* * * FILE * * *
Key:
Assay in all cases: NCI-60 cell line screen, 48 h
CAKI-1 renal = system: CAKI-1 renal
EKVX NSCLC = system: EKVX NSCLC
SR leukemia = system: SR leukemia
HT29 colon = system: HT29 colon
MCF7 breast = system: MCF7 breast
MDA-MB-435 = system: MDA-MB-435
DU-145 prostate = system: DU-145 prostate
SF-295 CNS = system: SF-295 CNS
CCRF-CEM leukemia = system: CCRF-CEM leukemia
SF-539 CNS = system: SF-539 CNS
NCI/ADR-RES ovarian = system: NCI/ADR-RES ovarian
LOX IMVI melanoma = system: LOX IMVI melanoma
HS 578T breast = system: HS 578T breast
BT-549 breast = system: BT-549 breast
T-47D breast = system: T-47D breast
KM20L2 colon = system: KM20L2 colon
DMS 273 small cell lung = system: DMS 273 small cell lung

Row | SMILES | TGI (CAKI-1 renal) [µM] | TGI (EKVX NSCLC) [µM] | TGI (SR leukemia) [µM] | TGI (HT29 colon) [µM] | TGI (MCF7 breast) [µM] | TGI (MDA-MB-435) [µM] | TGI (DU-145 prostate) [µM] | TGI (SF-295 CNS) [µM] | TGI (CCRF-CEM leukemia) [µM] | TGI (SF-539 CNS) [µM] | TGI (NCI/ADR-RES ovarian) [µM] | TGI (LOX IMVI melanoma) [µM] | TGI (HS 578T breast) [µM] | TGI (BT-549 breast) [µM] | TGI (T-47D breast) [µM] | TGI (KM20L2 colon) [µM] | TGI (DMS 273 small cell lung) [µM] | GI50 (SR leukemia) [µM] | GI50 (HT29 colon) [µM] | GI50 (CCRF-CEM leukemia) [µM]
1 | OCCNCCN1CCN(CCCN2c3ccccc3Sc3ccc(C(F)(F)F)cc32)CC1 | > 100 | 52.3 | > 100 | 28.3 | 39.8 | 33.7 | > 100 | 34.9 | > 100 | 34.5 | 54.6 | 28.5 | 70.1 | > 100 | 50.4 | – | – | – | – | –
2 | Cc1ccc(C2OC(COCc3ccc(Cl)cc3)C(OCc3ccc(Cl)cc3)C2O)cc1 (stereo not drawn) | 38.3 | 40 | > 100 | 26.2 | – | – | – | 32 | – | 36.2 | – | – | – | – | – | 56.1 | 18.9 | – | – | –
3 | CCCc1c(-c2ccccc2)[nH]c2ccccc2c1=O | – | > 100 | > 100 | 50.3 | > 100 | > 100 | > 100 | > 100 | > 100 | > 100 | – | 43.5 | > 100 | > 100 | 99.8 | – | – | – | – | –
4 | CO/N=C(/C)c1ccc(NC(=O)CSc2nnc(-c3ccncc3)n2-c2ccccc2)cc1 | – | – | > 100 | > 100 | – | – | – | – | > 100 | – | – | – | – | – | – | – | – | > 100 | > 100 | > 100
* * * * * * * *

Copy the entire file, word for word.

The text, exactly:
Key:
Assay in all cases: NCI-60 cell line screen, 48 h
CAKI-1 renal = system: CAKI-1 renal
EKVX NSCLC = system: EKVX NSCLC
SR leukemia = system: SR leukemia
HT29 colon = system: HT29 colon
MCF7 breast = system: MCF7 breast
MDA-MB-435 = system: MDA-MB-435
DU-145 prostate = system: DU-145 prostate
SF-295 CNS = system: SF-295 CNS
CCRF-CEM leukemia = system: CCRF-CEM leukemia
SF-539 CNS = system: SF-539 CNS
NCI/ADR-RES ovarian = system: NCI/ADR-RES ovarian
LOX IMVI melanoma = system: LOX IMVI melanoma
HS 578T breast = system: HS 578T breast
BT-549 breast = system: BT-549 breast
T-47D breast = system: T-47D breast
KM20L2 colon = system: KM20L2 colon
DMS 273 small cell lung = system: DMS 273 small cell lung

Row | SMILES | TGI (CAKI-1 renal) [µM] | TGI (EKVX NSCLC) [µM] | TGI (SR leukemia) [µM] | TGI (HT29 colon) [µM] | TGI (MCF7 breast) [µM] | TGI (MDA-MB-435) [µM] | TGI (DU-145 prostate) [µM] | TGI (SF-295 CNS) [µM] | TGI (CCRF-CEM leukemia) [µM] | TGI (SF-539 CNS) [µM] | TGI (NCI/ADR-RES ovarian) [µM] | TGI (LOX IMVI melanoma) [µM] | TGI (HS 578T breast) [µM] | TGI (BT-549 breast) [µM] | TGI (T-47D breast) [µM] | TGI (KM20L2 colon) [µM] | TGI (DMS 273 small cell lung) [µM] | GI50 (SR leukemia) [µM] | GI50 (HT29 colon) [µM] | GI50 (CCRF-CEM leukemia) [µM]
1 | OCCNCCN1CCN(CCCN2c3ccccc3Sc3ccc(C(F)(F)F)cc32)CC1 | > 100 | 52.3 | > 100 | 28.3 | 39.8 | 33.7 | > 100 | 34.9 | > 100 | 34.5 | 54.6 | 28.5 | 70.1 | > 100 | 50.4 | – | – | – | – | –
2 | Cc1ccc(C2OC(COCc3ccc(Cl)cc3)C(OCc3ccc(Cl)cc3)C2O)cc1 (stereo not drawn) | 38.3 | 40 | > 100 | 26.2 | – | – | – | 32 | – | 36.2 | – | – | – | – | – | 56.1 | 18.9 | – | – | –
3 | CCCc1c(-c2ccccc2)[nH]c2ccccc2c1=O | – | > 100 | > 100 | 50.3 | > 100 | > 100 | > 100 | > 100 | > 100 | > 100 | – | 43.5 | > 100 | > 100 | 99.8 | – | – | – | – | –
4 | CO/N=C(/C)c1ccc(NC(=O)CSc2nnc(-c3ccncc3)n2-c2ccccc2)cc1 | – | – | > 100 | > 100 | – | – | – | – | > 100 | – | – | – | – | – | – | – | – | > 100 | > 100 | > 100